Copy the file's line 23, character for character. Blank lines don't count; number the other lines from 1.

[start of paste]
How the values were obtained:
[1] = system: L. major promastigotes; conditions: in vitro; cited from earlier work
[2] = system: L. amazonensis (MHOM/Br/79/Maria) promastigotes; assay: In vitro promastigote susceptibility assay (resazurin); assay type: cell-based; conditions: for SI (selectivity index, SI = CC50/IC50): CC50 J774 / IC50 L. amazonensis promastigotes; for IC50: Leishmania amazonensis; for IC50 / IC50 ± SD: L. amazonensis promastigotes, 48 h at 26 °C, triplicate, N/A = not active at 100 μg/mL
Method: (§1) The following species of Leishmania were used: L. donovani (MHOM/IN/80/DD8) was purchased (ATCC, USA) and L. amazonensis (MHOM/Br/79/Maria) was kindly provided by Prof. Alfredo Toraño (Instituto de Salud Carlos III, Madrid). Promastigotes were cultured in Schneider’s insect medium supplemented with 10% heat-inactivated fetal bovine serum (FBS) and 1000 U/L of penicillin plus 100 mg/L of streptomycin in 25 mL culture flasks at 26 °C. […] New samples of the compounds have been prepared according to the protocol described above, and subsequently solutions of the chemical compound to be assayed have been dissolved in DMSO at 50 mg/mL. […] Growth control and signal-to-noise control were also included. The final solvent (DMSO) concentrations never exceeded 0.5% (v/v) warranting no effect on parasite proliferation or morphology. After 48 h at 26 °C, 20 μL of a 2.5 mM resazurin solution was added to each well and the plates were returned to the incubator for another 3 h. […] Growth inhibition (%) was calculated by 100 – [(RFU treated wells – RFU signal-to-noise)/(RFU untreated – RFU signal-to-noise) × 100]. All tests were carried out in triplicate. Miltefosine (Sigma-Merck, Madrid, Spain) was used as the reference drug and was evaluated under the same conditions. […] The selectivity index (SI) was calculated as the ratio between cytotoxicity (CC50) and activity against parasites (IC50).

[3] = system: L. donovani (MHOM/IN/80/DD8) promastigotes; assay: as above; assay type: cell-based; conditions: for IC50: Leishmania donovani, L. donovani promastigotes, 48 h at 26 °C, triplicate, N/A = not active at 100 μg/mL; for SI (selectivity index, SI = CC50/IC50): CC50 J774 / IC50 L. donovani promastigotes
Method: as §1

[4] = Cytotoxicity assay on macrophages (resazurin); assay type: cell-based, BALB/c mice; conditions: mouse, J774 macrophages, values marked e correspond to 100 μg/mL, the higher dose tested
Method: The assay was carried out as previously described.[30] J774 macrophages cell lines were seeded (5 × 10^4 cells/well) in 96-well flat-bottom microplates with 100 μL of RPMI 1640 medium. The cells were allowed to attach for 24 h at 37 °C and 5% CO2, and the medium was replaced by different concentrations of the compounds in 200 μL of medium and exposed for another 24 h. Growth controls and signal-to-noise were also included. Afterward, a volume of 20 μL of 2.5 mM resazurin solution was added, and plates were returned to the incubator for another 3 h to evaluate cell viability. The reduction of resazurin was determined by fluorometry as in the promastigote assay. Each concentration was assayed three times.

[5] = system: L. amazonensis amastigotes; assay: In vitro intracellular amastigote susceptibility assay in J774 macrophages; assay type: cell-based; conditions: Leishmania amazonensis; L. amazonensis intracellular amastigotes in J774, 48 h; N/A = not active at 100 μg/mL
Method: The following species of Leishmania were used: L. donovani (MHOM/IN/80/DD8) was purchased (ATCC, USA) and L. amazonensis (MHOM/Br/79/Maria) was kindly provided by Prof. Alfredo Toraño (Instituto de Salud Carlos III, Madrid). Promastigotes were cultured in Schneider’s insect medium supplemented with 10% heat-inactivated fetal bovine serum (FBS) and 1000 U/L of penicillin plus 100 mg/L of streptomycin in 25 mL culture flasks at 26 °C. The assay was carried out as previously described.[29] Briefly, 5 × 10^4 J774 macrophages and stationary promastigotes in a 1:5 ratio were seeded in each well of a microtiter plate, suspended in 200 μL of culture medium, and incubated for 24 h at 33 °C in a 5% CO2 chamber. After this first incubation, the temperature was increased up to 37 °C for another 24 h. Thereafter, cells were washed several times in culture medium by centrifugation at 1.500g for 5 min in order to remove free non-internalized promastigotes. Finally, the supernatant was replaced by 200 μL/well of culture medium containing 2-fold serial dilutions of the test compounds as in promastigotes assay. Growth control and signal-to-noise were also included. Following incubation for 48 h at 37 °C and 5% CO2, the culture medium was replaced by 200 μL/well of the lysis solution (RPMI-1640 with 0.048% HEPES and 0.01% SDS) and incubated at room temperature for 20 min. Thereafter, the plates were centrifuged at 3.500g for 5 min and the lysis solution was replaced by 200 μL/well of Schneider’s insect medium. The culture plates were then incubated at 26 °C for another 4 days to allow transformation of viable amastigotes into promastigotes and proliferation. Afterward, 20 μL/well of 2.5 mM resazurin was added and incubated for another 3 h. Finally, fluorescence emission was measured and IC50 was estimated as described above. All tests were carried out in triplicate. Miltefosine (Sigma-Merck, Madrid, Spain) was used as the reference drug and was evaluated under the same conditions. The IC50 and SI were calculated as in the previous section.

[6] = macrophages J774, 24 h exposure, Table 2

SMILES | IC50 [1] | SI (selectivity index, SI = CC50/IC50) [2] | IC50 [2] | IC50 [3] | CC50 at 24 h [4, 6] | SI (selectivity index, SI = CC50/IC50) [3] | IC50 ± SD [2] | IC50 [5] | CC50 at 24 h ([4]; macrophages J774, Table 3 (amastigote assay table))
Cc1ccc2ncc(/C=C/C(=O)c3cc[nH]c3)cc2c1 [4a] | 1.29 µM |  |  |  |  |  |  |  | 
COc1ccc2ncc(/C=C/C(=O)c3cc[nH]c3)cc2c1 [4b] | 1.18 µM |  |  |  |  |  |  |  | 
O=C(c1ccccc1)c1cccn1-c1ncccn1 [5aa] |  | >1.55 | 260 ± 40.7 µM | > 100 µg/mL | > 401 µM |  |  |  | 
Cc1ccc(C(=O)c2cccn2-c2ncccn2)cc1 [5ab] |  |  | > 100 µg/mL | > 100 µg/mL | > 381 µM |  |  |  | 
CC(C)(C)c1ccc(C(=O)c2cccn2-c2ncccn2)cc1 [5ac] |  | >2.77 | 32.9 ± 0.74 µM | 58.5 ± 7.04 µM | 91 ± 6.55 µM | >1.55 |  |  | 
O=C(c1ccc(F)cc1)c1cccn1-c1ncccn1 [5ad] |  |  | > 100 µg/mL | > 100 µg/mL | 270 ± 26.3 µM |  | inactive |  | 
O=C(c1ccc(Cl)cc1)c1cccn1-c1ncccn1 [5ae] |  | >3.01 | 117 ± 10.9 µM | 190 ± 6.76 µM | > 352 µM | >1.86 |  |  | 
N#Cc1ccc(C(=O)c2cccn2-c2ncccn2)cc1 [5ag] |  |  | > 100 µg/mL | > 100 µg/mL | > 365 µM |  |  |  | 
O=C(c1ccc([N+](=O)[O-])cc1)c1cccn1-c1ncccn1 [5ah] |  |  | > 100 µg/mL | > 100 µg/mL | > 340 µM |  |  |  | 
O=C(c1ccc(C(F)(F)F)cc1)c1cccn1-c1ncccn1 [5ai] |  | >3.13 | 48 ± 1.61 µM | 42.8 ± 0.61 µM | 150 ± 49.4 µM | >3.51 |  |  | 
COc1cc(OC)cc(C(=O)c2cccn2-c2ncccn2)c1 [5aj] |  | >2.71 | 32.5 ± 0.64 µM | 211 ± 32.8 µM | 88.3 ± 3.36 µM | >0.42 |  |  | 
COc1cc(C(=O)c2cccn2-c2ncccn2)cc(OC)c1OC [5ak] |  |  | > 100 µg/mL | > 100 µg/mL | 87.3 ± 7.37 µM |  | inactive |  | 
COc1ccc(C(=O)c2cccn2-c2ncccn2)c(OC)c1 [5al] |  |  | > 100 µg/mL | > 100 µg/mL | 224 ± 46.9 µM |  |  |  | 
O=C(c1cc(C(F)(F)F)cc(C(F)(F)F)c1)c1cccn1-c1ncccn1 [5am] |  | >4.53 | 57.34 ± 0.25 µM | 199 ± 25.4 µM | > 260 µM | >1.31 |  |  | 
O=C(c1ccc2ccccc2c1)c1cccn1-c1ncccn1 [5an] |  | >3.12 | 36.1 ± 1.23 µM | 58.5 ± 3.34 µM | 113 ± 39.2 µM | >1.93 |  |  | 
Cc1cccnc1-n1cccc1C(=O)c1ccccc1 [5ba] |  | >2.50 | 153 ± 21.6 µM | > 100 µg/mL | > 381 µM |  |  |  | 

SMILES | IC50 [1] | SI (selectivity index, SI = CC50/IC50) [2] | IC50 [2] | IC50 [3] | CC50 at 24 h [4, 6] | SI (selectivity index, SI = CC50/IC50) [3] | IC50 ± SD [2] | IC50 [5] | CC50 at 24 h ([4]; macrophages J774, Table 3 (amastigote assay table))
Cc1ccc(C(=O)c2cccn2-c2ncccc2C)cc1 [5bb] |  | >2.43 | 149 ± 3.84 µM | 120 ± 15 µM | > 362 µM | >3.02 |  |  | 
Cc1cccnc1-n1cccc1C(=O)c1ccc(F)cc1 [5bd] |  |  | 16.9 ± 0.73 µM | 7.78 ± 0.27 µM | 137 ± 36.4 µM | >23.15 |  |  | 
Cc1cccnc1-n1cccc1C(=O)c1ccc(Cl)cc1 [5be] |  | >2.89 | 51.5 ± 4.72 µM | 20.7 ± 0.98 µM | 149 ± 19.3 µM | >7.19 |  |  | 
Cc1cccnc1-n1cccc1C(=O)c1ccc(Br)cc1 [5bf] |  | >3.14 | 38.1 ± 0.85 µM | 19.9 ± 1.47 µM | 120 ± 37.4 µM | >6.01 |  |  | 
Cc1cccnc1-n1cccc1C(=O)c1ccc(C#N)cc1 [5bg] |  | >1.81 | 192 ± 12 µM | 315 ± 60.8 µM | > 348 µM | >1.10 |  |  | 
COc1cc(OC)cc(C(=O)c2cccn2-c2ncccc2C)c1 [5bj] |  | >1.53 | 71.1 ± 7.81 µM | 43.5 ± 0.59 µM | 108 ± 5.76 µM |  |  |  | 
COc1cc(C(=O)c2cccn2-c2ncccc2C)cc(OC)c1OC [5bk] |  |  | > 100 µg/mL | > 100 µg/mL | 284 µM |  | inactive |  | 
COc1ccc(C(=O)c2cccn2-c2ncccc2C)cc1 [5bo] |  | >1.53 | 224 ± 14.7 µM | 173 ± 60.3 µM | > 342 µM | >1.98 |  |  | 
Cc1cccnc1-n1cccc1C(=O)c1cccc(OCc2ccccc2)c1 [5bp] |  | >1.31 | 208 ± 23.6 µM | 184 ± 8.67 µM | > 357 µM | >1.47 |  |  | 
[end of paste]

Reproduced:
COc1cc(OC)cc(C(=O)c2cccn2-c2ncccn2)c1 [5aj] |  | >2.71 | 32.5 ± 0.64 µM | 211 ± 32.8 µM | 88.3 ± 3.36 µM | >0.42 |  |  | 